Colleges and universities today generally have assistive technology centers where hearing-impaired learners may find the necessary equipment and resources to aid them in their college career. This is in compliance with the Americans with Disabilities Act (ADA) and the Rehabilitation Act which require college campuses offer learning facilities accessible to all students, regardless of ability, and provide devices to accommodate students with various disabilities. However, quality and availability of these services and resources are not the same from school to school, and are something to be considered during the college selection process. While making your college selections, figure out what campus services are offered that will benefit you. Do they have dedicated personnel? What the is the process of requesting accommodations? What other resources are available, and what percentage of students at the school also have a hearing impairment?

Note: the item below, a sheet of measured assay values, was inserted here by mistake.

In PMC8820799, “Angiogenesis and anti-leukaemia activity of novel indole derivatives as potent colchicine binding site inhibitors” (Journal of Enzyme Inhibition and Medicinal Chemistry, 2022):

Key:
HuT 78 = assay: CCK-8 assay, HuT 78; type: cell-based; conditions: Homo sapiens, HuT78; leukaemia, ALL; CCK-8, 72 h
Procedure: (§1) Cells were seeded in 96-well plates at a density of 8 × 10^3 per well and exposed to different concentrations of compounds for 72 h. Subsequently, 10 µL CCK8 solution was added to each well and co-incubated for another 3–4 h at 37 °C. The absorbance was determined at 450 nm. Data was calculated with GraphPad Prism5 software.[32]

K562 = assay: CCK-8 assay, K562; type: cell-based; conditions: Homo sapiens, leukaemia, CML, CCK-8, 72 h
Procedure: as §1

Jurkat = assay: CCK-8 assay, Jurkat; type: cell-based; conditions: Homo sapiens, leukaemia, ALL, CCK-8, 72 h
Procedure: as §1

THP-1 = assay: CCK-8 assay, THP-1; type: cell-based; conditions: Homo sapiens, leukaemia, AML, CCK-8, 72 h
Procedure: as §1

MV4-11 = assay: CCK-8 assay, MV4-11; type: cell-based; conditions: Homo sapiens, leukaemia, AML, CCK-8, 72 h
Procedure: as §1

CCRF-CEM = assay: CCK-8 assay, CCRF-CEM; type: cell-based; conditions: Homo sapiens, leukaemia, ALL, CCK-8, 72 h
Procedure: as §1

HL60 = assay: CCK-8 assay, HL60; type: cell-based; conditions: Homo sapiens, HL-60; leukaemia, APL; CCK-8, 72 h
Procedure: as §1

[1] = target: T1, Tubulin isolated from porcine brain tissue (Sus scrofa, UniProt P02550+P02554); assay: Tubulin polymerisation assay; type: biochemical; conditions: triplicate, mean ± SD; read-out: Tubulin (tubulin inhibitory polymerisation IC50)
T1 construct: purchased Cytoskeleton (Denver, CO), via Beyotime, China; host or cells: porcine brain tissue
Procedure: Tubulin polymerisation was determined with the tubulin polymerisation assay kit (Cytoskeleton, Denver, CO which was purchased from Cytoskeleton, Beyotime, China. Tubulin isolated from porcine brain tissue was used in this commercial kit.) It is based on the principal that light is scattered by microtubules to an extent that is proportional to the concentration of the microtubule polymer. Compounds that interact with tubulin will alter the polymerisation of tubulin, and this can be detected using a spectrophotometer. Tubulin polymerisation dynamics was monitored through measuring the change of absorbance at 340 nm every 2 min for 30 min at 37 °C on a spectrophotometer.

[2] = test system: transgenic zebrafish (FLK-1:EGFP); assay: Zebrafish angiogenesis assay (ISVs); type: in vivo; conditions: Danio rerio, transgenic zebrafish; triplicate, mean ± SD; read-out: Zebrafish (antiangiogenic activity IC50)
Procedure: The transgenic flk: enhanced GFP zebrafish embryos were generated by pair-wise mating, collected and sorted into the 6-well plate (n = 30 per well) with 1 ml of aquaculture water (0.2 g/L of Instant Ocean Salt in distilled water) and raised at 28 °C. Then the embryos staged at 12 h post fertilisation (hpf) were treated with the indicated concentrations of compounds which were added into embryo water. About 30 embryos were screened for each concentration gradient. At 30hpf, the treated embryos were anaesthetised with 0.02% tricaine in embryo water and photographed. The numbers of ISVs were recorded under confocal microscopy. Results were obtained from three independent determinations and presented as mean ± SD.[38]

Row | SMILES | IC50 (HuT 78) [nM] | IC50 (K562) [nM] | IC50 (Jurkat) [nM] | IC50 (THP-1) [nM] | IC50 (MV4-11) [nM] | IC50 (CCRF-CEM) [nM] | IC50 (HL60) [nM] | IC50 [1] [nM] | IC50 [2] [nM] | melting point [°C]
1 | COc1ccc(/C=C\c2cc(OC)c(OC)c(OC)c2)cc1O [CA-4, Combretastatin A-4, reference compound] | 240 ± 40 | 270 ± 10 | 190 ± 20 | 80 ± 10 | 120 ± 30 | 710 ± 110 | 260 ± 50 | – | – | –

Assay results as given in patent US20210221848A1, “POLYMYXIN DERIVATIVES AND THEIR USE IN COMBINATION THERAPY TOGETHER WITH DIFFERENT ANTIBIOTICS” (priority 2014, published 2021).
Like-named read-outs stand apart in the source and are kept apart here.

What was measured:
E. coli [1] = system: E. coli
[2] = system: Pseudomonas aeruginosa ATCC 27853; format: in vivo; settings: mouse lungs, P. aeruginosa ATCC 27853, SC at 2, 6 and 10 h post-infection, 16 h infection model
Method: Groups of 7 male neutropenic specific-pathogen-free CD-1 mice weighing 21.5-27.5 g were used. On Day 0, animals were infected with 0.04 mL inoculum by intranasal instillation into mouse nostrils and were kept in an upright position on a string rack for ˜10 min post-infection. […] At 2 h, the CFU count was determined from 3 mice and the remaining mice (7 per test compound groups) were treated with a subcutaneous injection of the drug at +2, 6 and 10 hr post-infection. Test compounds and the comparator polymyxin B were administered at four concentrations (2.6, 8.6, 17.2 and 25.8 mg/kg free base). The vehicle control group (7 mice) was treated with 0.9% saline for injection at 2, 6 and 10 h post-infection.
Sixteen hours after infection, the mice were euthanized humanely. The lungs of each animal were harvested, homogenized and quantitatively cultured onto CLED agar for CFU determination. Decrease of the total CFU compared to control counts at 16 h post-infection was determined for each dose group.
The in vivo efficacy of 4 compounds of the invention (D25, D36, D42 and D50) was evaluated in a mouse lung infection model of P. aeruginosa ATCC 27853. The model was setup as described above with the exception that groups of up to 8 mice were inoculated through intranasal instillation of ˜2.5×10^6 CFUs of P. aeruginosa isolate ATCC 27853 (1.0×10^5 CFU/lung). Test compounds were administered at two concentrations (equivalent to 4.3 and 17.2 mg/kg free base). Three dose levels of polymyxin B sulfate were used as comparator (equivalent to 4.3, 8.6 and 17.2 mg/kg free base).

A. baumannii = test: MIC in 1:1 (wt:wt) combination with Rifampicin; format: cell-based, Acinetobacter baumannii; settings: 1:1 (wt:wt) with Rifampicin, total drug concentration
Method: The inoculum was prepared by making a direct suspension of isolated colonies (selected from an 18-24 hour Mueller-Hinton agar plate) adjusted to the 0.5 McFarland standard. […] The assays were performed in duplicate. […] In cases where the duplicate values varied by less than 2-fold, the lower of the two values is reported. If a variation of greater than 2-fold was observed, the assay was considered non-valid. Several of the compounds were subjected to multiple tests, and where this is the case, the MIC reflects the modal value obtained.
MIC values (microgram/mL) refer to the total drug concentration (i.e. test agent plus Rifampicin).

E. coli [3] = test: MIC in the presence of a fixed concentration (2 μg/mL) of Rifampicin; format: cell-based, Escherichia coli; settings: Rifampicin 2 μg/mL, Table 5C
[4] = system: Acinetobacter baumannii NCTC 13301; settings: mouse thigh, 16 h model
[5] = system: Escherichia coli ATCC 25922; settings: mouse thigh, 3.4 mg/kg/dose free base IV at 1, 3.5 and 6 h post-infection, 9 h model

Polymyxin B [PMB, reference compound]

Upon acceptance, if not before, meet with someone from the college’s office of disability services, or equivalent. Not only will you build relationships with staff on campus who can help advocate for you and other students with hearing impairments, but you can make sure you are taking full advantage of what the school can offer in terms of assistance. Generally, the office will also handle official communication with professors regarding necessary accommodations for you to help ensure that such accommodations are provided and honored. Make sure you know the timelines necessary for any technology or other accommodations you request, as many times there is some bureaucracy and time involved in getting everything set up for you.
You should speak to your professors at the beginning of a new semester or quarter. This allows you not only to share your needs but also for the professors to ask any questions s/he might have. Should you find a professor who is unwilling to provide necessary accommodations, contact your office of disability services immediately.